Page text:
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He Took Nothing for Granted

Rabbi Eytan Kobre

It was the Steipler Gaon who crowned Rav Yaakov Kamenetsky as the “chakima d’Yehudai,” the wise man of the Jewish People. And, indeed, the individuals, institutions and communities that benefited from Reb Yaakov’s sage counsel for nearly half a century were legion. But it wasn’t only his insight and foresight that made Reb Yaakov the address for Klal Yisrael, but equally his ability to advise others on the most difficult issues without an iota of self-interest coloring his advice.

Wednesday, March 02, 2011

“You’re mamish a novi! How did you know I learned daf yomi with Reb Yankev every summer for ten years?!” exclaimed Rav Leibel Wulliger, rosh kollel of Yeshiva Torah Vodaath, with his trademark exuberance.

In fact, I hadn’t known Reb Leibel was Reb Yaakov’s chavrusa; I was in Torah Vodaath that morning for another reason altogether, but when I saw the Rosh Kollel, whom I knew to be a longtime maggid shiur in Camp Ohr Shraga — where Rav Yaakov summered for many years, I decided to ask if he had memories to share, which he heartily agreed to do. The camp, located in Greenfield Park, New York, was founded by Rav Zelik Epstein and Rav Nesanel Quinn, and named in memory of the unforgettable Reb Shraga Feivel Mendlowitz, the builder of Torah institutions in America.

Reb Yaakov had famously begun learning daf yomi after being honored with beginning the new cycle of Shas before the tens of thousands present at the previous Siyum HaShas. Much later, he told Reb Leibel with his characteristic humility that there are days he’s kept so busy receiving visitors and dispensing advice and guidance, that if not for his nonnegotiable daf yomi seder, “ver veist oyb ich volt gelernt [who knows if I would have learned at all]?”

I ask Reb Leibel if the Rosh Yeshivah was ever late to their seder. “Never, ever. And almost never did he interrupt it for any reason. We learned from 9:45 to 12:30 every day. And sometimes he’d end a bit early, saying, “Yetzt gei ich upschreiben [Now I’m going to write up the chiddushim from (that day’s) seder].”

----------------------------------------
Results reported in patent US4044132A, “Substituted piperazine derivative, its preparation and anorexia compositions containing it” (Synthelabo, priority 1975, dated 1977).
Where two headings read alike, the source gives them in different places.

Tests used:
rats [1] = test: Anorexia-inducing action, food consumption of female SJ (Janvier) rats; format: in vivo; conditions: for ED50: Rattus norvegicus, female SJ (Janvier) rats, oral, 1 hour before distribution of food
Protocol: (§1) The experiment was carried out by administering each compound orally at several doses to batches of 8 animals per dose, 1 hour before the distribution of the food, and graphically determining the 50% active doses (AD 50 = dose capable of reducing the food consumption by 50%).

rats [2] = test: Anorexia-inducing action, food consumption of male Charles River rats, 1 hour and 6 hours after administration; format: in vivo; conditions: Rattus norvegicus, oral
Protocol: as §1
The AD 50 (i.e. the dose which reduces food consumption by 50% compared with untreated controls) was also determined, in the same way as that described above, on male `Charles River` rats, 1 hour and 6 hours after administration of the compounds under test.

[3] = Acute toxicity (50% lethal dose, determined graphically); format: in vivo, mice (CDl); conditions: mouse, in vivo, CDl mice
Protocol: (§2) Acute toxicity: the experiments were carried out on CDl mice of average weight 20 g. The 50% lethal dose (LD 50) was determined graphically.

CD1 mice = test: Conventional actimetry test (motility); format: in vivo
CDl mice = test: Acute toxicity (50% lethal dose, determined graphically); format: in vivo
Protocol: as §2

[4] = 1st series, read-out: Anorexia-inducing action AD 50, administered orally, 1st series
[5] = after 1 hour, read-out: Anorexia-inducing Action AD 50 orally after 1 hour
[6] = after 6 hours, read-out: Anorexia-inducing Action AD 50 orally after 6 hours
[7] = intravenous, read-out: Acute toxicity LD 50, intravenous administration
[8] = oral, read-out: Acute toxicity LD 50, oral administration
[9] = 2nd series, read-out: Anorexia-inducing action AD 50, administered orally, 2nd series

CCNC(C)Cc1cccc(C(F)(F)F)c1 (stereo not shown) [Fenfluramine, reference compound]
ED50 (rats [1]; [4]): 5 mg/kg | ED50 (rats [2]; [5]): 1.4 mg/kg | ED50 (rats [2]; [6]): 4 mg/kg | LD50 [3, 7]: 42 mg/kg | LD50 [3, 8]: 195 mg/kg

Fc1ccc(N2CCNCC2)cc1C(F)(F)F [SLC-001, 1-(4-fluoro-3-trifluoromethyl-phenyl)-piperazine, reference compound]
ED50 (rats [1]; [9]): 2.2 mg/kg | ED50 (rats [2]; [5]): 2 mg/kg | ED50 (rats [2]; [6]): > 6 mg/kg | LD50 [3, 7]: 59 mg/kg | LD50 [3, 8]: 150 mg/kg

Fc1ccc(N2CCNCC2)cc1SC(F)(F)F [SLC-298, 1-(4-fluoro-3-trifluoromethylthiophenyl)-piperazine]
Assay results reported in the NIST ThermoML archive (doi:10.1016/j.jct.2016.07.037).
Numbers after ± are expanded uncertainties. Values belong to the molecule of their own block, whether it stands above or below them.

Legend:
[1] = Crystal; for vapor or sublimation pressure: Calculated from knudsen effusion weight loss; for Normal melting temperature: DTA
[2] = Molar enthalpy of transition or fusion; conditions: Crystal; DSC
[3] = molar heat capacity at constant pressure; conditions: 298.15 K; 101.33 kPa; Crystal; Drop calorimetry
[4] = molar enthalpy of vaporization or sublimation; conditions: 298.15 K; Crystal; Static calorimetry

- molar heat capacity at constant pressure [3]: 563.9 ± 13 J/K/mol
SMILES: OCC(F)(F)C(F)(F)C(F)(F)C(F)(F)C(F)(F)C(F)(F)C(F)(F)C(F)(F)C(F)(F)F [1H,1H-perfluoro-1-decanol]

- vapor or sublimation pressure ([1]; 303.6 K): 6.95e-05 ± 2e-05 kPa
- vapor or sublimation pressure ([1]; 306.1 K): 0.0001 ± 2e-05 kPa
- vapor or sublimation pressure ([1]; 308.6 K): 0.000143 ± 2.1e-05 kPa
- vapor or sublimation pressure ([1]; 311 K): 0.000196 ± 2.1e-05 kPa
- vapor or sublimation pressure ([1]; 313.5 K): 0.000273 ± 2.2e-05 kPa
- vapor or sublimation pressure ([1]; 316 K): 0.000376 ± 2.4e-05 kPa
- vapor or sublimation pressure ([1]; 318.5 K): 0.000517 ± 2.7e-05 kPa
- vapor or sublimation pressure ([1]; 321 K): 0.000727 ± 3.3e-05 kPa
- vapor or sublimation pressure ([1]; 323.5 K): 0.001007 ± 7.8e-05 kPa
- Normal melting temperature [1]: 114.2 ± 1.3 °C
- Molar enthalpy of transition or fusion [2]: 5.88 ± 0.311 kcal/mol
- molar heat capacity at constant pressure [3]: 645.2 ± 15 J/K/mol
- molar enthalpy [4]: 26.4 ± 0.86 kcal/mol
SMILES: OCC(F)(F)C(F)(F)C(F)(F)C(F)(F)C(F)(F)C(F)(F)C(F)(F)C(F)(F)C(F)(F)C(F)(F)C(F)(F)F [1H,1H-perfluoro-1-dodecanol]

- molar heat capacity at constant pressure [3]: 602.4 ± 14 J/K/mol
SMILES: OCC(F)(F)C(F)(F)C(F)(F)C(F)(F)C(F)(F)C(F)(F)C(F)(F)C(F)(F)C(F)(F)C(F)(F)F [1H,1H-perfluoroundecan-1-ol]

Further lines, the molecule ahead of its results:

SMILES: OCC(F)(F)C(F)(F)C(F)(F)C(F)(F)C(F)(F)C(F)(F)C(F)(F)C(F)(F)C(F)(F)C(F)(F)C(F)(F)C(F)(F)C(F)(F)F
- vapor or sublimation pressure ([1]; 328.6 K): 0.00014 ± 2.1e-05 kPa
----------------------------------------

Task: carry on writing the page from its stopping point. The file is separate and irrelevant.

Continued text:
Then, with a twinkle in his eye, Reb Leibel recalls one occasion when Reb Yaakov did, indeed, conclude the learning session quite early: “Reb Yankev had been asked to deliver a eulogy at the at the levayah of a gadol from another stream in Klal Yisrael, and he said to me, ‘I have to prepare well for this hesped, because they’re going to be medayeik in every word of mine.’ He wanted to give the kavod acharon to this great tzaddik, but, wisely, also wanted to ensure his words wouldn’t be misconstrued and become a source of tension between Yidden.”

Reb Yaakov’s punctuality wasn’t limited to his learning, says Reb Leibel: “He came to davening early every day, and usually learned his daily seder in Nach then, on the beis medrash porch. And, there was yet another thing he was always first to arrive for — mealtimes.” Reb Leibel sees my slightly surprised expression. “Yes, he made sure to be first in the camp dining room so no one could stand up for him. I still remember him rushing down to the dining room with the youthful vigor of a cheder yingel, all to avoid the kavod.”

The conversation veers back to the centerpiece of their relationship: Torah study. So many treasured memories of the hundreds of exalted hours they spent together come tumbling forth from Reb Leibel: “First, you have to know that he learned with the enthusiasm of a bochur in yeshivah, and with a clarity and orderliness that were amazing. When Reb Yankev had a question on what we were learning, he would assess which of the Acharonim he thought might have had the same problem, saying, ‘Der pahst fahr der Rashash, der pahst fahr der Pnei Yehoshua [this one is appropriate for the Rashash to have asked, this one for the Pnei Yehoshua],’ and usually he was right on target.

“He took nothing for granted. When we’d come to a gemara in which a teaching is attributed to a generational chain of chachamim, each having received it from his predecessor, Reb Yankev would call upon his in-depth knowledge of history and go slowly through each link of the chain of mesorah being presented, saying ‘yeh, z’shtimt, yeh z’shtimt [it fits, it fits].’ ”

Reb Leibel makes an observation about the unusual breadth of Rav Yaakov’s interests in Torah, one that I can see holds personal meaning for him: “If I would show a litvishe yeshivah bochur today a chiddush in the Minchas Eluzor [from the previous Munkaczer Rebbe], he’d most probably have little or no interest. But when I’d show Reb Yankev a piece in that sefer, he’d sit down and learned it inside, line-byline, the same way he’d learn a shtikel in the Brisker Rov’s sefer.”

 

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